• Texas: You know what else is terrible? The assault on reproductive rights happening in Texas, obviously. The abortion law put into effect last week in Texas bans all abortions after six weeks of pregnancy. The Supreme Court decided not to block it, making it a reality for Texans. This means that about 85% of abortions in Texas are now illegal. Why? To what end? The abortion rate in the United States has decreased significantly over time. From 2009 to 2018, the total number of reported abortions decreased 22% (thank you Obamacare and access to birth control). Yet this decision will likely lead to an overturned Roe vs. Wade decision in 2022, which will introduce a wave of strict abortions laws across the United States.

Those who feared the worst the night Trump won the 2016 election are now living this nightmare after Trump is no longer in office. We were called alarmists, but we were right. The next 40 years of Supreme Court rulings are going to haunt us unless more seats are added. I wasn’t initially in favor of this idea. Now I’m all for it.

It’s hard to be positive about the future of our country at the moment. But hey, at least no one is trying to suppress minority voting rights.


Something Professional: Adopting the “24/6” Mentality

This summer, I had every intention of pressing a “reset" button” in my brain to become more effective, healthy, and creative. But fantasy baseball and masking and client pitches and Twitter and Unicorn Horns all got in the way. However I DID get to read several books this summer - some fiction, some non-fiction, some professional and some practical. I’ve realized that my attention span is gone. Read a chapter, pick up phone. Which is why one book, in particular, resonated more than the others: 24/6 by Tiffany Shlain.

According to the author, taking a 24-hour break from your devices each week – what she calls a “Technology Shabbat” – both slows time down and gives us more of it. We know "rest" days have been present in our cultures for thousands of years, but fewer and fewer of us are adopting the practice. This isn't a new concept for me: my boss and mentor for a decade at 360i also preached the power of "Digital Shabbos." As an orthodox Jew, she had no choice. But even with her high-stress role, she still laughed more, noticed things in more detail, and maintained healthy levels of stress (at least from my outsider perspective).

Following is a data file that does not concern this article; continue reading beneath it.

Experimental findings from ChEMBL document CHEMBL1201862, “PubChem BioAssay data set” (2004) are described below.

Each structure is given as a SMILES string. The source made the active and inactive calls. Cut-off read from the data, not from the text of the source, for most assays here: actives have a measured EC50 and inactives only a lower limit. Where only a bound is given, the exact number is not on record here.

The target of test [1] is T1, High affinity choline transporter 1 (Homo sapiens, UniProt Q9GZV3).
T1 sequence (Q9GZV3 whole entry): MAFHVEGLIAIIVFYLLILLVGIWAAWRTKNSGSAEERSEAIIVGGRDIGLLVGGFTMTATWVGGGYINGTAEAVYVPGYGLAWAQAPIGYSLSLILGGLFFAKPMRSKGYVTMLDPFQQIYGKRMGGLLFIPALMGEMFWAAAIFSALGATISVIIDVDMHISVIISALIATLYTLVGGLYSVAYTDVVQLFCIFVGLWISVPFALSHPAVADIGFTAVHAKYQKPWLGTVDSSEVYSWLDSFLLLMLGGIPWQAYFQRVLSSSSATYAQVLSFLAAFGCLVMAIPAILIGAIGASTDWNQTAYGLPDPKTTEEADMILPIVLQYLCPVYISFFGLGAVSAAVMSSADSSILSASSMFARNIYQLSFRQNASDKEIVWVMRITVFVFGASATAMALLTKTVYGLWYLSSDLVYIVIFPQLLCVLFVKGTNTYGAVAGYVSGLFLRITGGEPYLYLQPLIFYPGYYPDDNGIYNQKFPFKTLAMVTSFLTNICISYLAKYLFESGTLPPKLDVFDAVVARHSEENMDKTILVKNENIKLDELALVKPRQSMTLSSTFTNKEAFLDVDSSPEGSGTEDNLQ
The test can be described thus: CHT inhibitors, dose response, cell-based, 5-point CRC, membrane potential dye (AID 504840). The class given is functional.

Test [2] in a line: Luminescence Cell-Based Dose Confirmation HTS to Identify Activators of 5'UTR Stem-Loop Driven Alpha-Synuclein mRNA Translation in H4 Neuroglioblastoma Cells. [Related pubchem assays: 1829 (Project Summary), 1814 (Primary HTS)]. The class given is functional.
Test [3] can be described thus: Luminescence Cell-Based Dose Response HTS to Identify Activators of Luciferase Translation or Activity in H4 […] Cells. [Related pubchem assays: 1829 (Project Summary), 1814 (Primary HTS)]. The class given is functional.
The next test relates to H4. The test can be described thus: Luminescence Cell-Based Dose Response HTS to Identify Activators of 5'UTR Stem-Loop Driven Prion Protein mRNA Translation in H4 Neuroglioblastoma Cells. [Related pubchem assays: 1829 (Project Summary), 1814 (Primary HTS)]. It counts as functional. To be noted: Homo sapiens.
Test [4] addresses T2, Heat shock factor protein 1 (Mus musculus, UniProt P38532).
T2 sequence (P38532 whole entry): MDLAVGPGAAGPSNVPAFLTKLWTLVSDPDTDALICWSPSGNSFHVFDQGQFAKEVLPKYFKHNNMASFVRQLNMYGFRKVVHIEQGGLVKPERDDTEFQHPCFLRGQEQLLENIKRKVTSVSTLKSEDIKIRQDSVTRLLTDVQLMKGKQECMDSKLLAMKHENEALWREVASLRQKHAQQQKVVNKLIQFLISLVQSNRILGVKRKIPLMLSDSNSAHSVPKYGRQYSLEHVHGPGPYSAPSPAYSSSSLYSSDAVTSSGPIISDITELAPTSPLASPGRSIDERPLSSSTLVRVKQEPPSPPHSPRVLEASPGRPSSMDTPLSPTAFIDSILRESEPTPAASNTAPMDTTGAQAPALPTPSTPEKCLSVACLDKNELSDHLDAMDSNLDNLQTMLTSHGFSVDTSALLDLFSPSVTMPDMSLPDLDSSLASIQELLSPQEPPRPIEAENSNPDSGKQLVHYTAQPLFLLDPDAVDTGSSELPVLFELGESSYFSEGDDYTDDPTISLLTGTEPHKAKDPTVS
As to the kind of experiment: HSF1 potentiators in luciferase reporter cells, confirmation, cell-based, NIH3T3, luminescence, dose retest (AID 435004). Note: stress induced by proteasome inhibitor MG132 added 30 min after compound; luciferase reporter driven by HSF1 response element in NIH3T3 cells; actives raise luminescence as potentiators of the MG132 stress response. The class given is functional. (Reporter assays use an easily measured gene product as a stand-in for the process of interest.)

A day of rest was quite literally carved in stone as one of the Ten Commandments, establishing a single, nonnegotiable day without work each week. But it wasn’t until around the turn of the 20th century that the weekend was established. Having two days of rest freed up time for education, worship, reflection, creativity, and building family bonds. Unfortunately, many people no longer have weekends off. In the U.S., 63% of people report that their employers expect them to work most weekends.

One of the benefits of a digital day of rest is improved sleep. When you take time to rest, you sleep better, and getting in a full eight hours of sleep each night increases your efficiency. Our screen use is at war with our desire for sleep. A full day off from your screens to a “system update” that will ultimately make you more productive and creative. S